High risk' dams not likely to fail
By KAREN HASTINGS
Curiosity mixed with a helping of alarm drew several dozen Katy-area and west Houston residents to public meetings in February, where the U.S. Army Corps of Engineers explained a new extremely high risk" label for Barker and Addicks dams.
The message from corps officials is that the dams, located north and south of Interstate 10 on Buffalo Bayou and its tributaries, are quite safe and not likely" to fail. They said the extremely high risk" label which resulted from a recent evaluation of dams nationwide is based mainly on their location 17 miles upstream of the country's fourth largest urban area.
Col. David C. Weston, who commands the corps' Galveston District, said the February hearings were meant to inform the public about safety issues surrounding the 60-year-old structures, to describe the repairs of foundation problems discovered last spring and to announce plans to replace or redesign the dams over the next two or three years.
The extremely high risk label" is unnerving, but it moves Addicks and Barker to the top of the national dam safety maintenance list, Weston told residents. Now we know (about safety concerns) and now we're on the priority list to fix our issues."
Although one downstream resident asked if he should keep his kayak handy, most of the residents who turned out for the hearing Feb. 18 at Wolfe Elementary School said they were just looking for information.
We've lived here 38 years and nothing has been said about the dam," said Karen Palfreyman, who lives in the Thornwood subdivision, a mile or two from Barker.
I was kind of curious," agreed Charles Sandel, who lives in the Fleetwood neighborhood. We thought they might have some plans."
Noel Rando, president of the Barkers Landing Home Owners Association, said he was a little disturbed" to hear that the dams were considered high risk, especially after the 11-plus inches of rain that fell in the area last April.
Realtor Jana Malkasian-Wick, who also lives in Thornwood, took officials to task for scaring the public.
That's kind of inflammatory," she told Weston. How much thought went into that terminology? I would say that has just about lowered our property values."
Weston countered that most residents know Barker and Addicks, which are dry most of the year, more as soccer fields and dog parks than as dams and reservoirs. George Bush, Bear Creek and Cullen parks are all within the two reservoirs.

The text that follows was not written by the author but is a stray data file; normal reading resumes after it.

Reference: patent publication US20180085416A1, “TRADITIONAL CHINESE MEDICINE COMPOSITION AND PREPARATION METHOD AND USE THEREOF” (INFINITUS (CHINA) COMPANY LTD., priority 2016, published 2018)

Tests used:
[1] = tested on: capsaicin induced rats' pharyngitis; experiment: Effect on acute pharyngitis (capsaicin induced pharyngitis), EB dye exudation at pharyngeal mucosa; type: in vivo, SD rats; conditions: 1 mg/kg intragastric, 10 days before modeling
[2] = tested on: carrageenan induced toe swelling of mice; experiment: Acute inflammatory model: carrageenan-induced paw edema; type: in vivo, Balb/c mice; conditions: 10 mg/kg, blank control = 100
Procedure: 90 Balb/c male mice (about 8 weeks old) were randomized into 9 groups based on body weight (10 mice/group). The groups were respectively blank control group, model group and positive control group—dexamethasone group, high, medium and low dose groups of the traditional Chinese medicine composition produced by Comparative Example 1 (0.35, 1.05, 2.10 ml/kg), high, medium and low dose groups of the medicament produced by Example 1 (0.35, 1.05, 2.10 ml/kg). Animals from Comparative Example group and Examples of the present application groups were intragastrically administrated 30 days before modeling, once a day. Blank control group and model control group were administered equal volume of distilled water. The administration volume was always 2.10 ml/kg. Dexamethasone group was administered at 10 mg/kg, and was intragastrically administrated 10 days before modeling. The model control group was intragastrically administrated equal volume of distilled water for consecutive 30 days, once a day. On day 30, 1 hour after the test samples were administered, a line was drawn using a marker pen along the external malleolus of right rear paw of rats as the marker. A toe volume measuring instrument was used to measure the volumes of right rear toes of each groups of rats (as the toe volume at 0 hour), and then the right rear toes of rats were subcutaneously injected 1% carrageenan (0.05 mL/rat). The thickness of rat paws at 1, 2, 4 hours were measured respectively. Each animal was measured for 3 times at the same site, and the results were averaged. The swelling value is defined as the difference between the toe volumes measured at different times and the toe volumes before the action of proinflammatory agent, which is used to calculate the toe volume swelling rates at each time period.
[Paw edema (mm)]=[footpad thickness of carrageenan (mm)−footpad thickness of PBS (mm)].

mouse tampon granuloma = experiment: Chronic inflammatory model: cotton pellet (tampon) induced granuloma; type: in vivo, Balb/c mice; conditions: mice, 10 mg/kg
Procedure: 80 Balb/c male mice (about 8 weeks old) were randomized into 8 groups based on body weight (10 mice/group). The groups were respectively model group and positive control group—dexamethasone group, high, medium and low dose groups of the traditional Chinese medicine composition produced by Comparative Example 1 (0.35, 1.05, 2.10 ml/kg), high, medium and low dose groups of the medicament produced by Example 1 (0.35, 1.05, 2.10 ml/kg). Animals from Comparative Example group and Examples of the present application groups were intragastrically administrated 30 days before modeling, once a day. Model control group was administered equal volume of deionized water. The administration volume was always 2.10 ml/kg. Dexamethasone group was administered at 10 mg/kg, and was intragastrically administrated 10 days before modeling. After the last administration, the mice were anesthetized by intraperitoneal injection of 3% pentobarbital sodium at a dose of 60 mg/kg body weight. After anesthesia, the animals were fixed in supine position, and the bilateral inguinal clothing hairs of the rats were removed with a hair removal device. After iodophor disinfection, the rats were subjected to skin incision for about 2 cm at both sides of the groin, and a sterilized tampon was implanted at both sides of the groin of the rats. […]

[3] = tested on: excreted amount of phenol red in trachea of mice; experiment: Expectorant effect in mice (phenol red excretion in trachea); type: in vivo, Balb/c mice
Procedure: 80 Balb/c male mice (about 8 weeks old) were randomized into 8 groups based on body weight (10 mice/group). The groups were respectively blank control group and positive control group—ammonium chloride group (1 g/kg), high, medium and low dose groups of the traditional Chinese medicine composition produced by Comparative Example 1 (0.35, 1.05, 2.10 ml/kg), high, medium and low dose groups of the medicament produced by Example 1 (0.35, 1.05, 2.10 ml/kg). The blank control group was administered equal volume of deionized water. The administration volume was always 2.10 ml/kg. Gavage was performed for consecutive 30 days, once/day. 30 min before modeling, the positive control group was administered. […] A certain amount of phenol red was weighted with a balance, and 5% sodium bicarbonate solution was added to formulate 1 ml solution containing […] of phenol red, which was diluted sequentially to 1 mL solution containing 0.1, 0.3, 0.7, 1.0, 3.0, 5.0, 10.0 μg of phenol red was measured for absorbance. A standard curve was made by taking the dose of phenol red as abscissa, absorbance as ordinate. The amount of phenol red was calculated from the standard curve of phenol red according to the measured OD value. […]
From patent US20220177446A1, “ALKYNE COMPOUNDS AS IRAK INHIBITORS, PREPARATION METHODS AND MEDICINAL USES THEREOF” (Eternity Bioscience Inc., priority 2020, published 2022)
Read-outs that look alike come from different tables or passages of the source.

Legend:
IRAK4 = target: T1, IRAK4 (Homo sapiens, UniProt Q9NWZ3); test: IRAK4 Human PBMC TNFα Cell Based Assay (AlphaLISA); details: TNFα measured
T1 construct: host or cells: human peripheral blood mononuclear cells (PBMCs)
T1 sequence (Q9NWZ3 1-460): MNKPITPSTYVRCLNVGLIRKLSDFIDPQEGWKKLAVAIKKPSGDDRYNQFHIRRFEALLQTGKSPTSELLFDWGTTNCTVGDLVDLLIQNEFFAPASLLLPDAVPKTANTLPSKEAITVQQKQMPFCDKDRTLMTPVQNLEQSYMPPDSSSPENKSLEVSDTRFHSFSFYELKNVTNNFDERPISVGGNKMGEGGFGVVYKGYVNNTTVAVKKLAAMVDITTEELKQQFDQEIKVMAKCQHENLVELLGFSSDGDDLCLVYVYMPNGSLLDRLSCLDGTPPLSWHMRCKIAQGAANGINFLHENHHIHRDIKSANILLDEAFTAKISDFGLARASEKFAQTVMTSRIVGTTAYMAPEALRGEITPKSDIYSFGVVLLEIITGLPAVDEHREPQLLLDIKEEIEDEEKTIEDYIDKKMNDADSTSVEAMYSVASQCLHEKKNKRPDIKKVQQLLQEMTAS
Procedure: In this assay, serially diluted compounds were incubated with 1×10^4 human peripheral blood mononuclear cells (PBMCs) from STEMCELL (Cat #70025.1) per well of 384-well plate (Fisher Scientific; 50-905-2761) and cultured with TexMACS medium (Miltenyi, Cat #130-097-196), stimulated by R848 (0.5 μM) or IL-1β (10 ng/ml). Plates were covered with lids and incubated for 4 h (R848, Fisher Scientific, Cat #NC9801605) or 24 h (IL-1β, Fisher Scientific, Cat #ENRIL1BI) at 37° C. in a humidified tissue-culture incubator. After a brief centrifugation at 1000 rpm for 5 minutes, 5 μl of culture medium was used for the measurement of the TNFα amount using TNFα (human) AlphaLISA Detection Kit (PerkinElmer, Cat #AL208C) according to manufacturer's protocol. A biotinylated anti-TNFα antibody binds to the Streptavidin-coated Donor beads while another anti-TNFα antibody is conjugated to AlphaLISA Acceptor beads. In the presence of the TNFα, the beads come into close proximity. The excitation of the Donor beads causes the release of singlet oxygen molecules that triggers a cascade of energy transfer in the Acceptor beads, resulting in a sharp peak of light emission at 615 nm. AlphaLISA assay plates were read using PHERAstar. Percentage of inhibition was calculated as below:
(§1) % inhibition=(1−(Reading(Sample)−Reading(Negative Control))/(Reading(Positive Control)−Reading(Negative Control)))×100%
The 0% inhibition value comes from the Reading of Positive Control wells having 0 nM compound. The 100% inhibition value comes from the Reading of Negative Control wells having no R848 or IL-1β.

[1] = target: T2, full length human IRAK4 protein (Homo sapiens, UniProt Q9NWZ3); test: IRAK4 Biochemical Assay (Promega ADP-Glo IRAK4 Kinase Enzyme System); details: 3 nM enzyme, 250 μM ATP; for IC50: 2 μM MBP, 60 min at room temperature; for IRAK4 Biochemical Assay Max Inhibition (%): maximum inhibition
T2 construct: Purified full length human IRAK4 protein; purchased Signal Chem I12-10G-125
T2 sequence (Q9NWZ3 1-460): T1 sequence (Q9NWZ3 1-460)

After the devastating losses in Hurricane Katrina, the colonel said his agency has a new commitment to inform the public. We're not holding information anymore. We're laying it out there."
The February public information campaign follows the corps' discovery via ground-penetrating radar that 2- to 3-foot voids" existed in porous soil beneath the dams' outlet structures, which control water flow from upstream in the Katy area down Buffalo Bayou.
Weston said the voids are the result of prolonged pooling behind the horseshoe-shaped dams, which has become more common over the years as west Houston prairies have been paved over for Katy area development. The dams were not designed to hold back water for months on end, he said.
Emergency repairs last spring consisted of pumping polyurethane into the voids to prevent structural collapse above. This month, the corps awarded another contract to assess whether seepage is under control, and will install movement monitors this summer to further guard against structural failures.
To date we don't have any evidence that we're getting any seepage underneath the dam since that corrective action was taken," Weston said, adding that the corps also is preparing to add filters to prevent future voids.
Another area of concern, Weston said, are the ends of the dams, which allow high water to safely flow around during times of high water, rather than overtop the structures. Those spillways were reinforced with concrete in the late 1980s, he said.
With temporary repairs complete, the probability of failure drops even lower, Weston said. But the fact that the dams serve to protect the downstream metropolis of Houston means they likely never will be classified below high risk," he said.
Over the next two or three years, in what Weston described as an accelerated schedule," the corps will explore either replacing or redesigning the dams.
Construction likely would begin in early fiscal year 2013, Weston said. The Barker and Addicks dams were constructed in the 1930s after a series of punishing floods hit Houston. They were built to control the flow of water down the Buffalo Bayou that drained from the open rice fields and grassy prairies west of town.
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